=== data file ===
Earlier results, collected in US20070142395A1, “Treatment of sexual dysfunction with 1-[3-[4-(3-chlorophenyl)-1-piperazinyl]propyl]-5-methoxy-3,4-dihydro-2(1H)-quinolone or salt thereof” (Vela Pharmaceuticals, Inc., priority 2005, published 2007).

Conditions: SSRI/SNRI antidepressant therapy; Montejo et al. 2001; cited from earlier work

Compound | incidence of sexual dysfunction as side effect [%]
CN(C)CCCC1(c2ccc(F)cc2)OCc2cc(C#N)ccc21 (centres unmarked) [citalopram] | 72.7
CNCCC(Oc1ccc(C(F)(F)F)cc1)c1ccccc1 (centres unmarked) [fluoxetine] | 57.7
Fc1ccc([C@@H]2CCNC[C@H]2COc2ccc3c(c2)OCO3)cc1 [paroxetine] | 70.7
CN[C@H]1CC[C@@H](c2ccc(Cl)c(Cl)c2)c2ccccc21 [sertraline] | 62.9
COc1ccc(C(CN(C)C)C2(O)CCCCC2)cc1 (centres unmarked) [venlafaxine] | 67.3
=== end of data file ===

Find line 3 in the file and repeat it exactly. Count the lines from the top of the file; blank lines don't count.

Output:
Compound | incidence of sexual dysfunction as side effect [%]